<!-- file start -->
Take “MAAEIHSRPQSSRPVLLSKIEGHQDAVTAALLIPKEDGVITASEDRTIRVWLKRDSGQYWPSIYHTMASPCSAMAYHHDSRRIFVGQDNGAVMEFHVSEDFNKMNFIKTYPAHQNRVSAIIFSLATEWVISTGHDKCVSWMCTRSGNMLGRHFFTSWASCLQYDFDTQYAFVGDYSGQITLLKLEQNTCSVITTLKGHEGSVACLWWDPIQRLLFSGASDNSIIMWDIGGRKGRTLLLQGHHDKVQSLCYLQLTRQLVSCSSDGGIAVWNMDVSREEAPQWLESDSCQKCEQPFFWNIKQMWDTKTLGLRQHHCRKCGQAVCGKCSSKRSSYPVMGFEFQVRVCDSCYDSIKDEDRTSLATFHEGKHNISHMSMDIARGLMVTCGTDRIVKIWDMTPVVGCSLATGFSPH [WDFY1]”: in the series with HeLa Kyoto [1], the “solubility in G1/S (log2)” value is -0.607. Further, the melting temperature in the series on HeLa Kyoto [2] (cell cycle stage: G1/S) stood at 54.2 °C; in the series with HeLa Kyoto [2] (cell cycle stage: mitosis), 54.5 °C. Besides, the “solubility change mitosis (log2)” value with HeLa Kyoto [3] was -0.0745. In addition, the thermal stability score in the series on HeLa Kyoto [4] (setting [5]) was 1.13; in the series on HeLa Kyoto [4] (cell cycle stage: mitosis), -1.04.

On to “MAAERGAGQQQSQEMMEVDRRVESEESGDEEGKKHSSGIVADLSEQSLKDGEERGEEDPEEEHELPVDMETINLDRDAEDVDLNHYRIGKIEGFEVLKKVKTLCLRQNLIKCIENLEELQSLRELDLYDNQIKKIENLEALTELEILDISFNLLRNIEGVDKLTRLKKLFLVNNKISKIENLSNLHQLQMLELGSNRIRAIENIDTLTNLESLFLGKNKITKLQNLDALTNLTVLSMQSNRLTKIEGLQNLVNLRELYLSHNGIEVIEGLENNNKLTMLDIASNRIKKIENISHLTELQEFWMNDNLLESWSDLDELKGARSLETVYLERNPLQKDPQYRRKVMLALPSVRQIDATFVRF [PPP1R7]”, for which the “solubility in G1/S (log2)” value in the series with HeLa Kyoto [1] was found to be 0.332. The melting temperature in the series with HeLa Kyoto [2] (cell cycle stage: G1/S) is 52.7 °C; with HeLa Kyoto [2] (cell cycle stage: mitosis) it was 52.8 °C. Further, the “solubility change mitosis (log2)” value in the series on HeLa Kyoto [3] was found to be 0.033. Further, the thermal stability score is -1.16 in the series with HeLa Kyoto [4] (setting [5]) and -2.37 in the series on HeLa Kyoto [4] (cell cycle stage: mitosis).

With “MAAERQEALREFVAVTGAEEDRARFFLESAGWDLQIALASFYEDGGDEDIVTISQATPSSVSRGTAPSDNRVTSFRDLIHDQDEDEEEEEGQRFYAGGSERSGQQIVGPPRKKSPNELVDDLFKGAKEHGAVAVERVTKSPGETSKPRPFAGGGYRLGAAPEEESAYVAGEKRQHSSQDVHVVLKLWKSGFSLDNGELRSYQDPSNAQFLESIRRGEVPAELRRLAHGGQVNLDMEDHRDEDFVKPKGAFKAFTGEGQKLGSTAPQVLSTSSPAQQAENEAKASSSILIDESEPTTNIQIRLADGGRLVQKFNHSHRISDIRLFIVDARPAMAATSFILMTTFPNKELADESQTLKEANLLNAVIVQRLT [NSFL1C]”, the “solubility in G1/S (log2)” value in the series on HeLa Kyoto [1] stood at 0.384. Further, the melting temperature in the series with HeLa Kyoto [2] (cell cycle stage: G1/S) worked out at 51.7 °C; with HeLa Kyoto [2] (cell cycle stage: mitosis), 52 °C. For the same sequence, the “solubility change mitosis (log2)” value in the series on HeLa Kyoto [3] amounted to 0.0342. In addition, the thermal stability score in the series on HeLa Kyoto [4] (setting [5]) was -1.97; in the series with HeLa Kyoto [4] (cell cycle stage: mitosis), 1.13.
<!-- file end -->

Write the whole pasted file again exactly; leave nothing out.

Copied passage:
Take “MAAEIHSRPQSSRPVLLSKIEGHQDAVTAALLIPKEDGVITASEDRTIRVWLKRDSGQYWPSIYHTMASPCSAMAYHHDSRRIFVGQDNGAVMEFHVSEDFNKMNFIKTYPAHQNRVSAIIFSLATEWVISTGHDKCVSWMCTRSGNMLGRHFFTSWASCLQYDFDTQYAFVGDYSGQITLLKLEQNTCSVITTLKGHEGSVACLWWDPIQRLLFSGASDNSIIMWDIGGRKGRTLLLQGHHDKVQSLCYLQLTRQLVSCSSDGGIAVWNMDVSREEAPQWLESDSCQKCEQPFFWNIKQMWDTKTLGLRQHHCRKCGQAVCGKCSSKRSSYPVMGFEFQVRVCDSCYDSIKDEDRTSLATFHEGKHNISHMSMDIARGLMVTCGTDRIVKIWDMTPVVGCSLATGFSPH [WDFY1]”: in the series with HeLa Kyoto [1], the “solubility in G1/S (log2)” value is -0.607. Further, the melting temperature in the series on HeLa Kyoto [2] (cell cycle stage: G1/S) stood at 54.2 °C; in the series with HeLa Kyoto [2] (cell cycle stage: mitosis), 54.5 °C. Besides, the “solubility change mitosis (log2)” value with HeLa Kyoto [3] was -0.0745. In addition, the thermal stability score in the series on HeLa Kyoto [4] (setting [5]) was 1.13; in the series on HeLa Kyoto [4] (cell cycle stage: mitosis), -1.04.

On to “MAAERGAGQQQSQEMMEVDRRVESEESGDEEGKKHSSGIVADLSEQSLKDGEERGEEDPEEEHELPVDMETINLDRDAEDVDLNHYRIGKIEGFEVLKKVKTLCLRQNLIKCIENLEELQSLRELDLYDNQIKKIENLEALTELEILDISFNLLRNIEGVDKLTRLKKLFLVNNKISKIENLSNLHQLQMLELGSNRIRAIENIDTLTNLESLFLGKNKITKLQNLDALTNLTVLSMQSNRLTKIEGLQNLVNLRELYLSHNGIEVIEGLENNNKLTMLDIASNRIKKIENISHLTELQEFWMNDNLLESWSDLDELKGARSLETVYLERNPLQKDPQYRRKVMLALPSVRQIDATFVRF [PPP1R7]”, for which the “solubility in G1/S (log2)” value in the series with HeLa Kyoto [1] was found to be 0.332. The melting temperature in the series with HeLa Kyoto [2] (cell cycle stage: G1/S) is 52.7 °C; with HeLa Kyoto [2] (cell cycle stage: mitosis) it was 52.8 °C. Further, the “solubility change mitosis (log2)” value in the series on HeLa Kyoto [3] was found to be 0.033. Further, the thermal stability score is -1.16 in the series with HeLa Kyoto [4] (setting [5]) and -2.37 in the series on HeLa Kyoto [4] (cell cycle stage: mitosis).

With “MAAERQEALREFVAVTGAEEDRARFFLESAGWDLQIALASFYEDGGDEDIVTISQATPSSVSRGTAPSDNRVTSFRDLIHDQDEDEEEEEGQRFYAGGSERSGQQIVGPPRKKSPNELVDDLFKGAKEHGAVAVERVTKSPGETSKPRPFAGGGYRLGAAPEEESAYVAGEKRQHSSQDVHVVLKLWKSGFSLDNGELRSYQDPSNAQFLESIRRGEVPAELRRLAHGGQVNLDMEDHRDEDFVKPKGAFKAFTGEGQKLGSTAPQVLSTSSPAQQAENEAKASSSILIDESEPTTNIQIRLADGGRLVQKFNHSHRISDIRLFIVDARPAMAATSFILMTTFPNKELADESQTLKEANLLNAVIVQRLT [NSFL1C]”, the “solubility in G1/S (log2)” value in the series on HeLa Kyoto [1] stood at 0.384. Further, the melting temperature in the series with HeLa Kyoto [2] (cell cycle stage: G1/S) worked out at 51.7 °C; with HeLa Kyoto [2] (cell cycle stage: mitosis), 52 °C. For the same sequence, the “solubility change mitosis (log2)” value in the series on HeLa Kyoto [3] amounted to 0.0342. In addition, the thermal stability score in the series on HeLa Kyoto [4] (setting [5]) was -1.97; in the series with HeLa Kyoto [4] (cell cycle stage: mitosis), 1.13.